Martin Lewis advises on moving your savings into ISAs
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The financial institution confirmed earlier today (December 9) it is introducing new issues of its Fixed Rate Online Bonds. The two particular savings accounts which will be affected are the Two Year Fixed Rate Online Bond and the Three Year Fixed Rate Online Bond, with one of the products offering a 4.20 percent rate. This latest move from Nationwide Building Society comes amid a wave of interest rate rises which have been introduced amid the UK’s ongoing cost of living crisis.
Following the building society’s latest intervention, the Two Year Fixed Rate Bond will now pay a rate of 4.10 percent.
Furthermore, Nationwide’s Three Year Fixed Rate Bond is now paying an interest rate of 4.20 percent.
These savings accounts, and their attached interest rates, are available for balances of £1 or more.
Savers interested in taking advantage of this offer can open either of the Online Bonds account through the Nationwide website, Internet Banking or the financial institution’s app.
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The building society’s previous Two and Three year Fixed Rate Online Bonds were withdrawn at close of business on December 8, 2022.
It should be noted that the previous interest rates on the One Year Fixed Rate Online Bond and Fixed Rate Bonds are unchanged.
Currently, Nationwide’s One Year Fixed Rate Online Bond pays customers an interest rate of four percent.
Recent changes to the rates of these accounts come as the financial institution has made similar decisions over Nationwide’s traditional savings options.
At the beginning of this month, the building society carried out rate increases on all of its off-sale variable rate savings accounts.
As a result, Nationwide increased interest rates across this range by up to 1.50 percent in a major boon for savers.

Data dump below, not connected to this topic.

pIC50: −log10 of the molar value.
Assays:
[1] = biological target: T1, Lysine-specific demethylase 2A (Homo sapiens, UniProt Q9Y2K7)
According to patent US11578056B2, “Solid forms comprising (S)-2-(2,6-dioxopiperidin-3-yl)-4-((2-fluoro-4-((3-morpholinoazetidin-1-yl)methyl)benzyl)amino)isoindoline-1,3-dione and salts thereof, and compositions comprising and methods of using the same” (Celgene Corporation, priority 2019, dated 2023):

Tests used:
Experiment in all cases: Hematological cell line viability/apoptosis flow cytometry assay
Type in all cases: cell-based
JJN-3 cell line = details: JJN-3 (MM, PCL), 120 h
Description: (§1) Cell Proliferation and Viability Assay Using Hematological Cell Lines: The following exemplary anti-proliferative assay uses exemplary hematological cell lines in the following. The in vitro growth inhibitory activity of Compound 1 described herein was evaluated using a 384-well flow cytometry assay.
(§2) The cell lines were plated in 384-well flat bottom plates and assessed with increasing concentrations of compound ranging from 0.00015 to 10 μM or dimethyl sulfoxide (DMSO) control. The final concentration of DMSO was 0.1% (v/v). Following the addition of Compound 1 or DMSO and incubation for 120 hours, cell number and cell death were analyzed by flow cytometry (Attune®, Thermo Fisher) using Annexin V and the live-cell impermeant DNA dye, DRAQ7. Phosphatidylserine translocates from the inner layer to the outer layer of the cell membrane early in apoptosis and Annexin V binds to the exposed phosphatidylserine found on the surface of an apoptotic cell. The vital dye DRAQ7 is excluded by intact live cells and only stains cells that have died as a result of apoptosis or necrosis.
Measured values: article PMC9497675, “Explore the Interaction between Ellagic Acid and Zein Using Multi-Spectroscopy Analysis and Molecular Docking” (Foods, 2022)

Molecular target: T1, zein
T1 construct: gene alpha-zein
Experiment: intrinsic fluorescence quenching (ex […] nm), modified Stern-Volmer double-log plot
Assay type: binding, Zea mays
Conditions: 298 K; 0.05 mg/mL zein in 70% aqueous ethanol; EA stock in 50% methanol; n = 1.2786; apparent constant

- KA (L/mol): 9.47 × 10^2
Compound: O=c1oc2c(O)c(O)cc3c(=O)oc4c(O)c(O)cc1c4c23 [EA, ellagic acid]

Among the affected accounts were the Flexclusive Regular Save, Start to Save 2 and the Help 2 Buy ISA.
Tom Riley, the director of Retail Products at Nationwide Building Society, outlined last month why interest rates have been hiked in recent months.
Mr Riley explained: “We remain committed to supporting savers, which is why we have increased rates on all our off-sale savings accounts.
“In recent months, our average deposit rate has been at least 70 percent higher than the market average, demonstrating our mutual difference.
“Helping people develop a savings habit, particularly at this time, is core to the ethos of a building society.
“For this reason, one of our biggest increases was made to our regular savings accounts, which we hope will encourage those that can put money away to do so.”
What are Fixed Rate Bonds?
Unlike traditional savings products, fixed rate savings bonds guarantee customers a set interest rate over a specified term.
In comparison, the majority of savings accounts from banks and building societies pay a fixed amount of interest.
These bonds commonly see their interest paid annually to savers but some accounts will pay this interest quarterly or monthly.
Savers can usually nominate a separate bank or building society account for the interest to be paid into.
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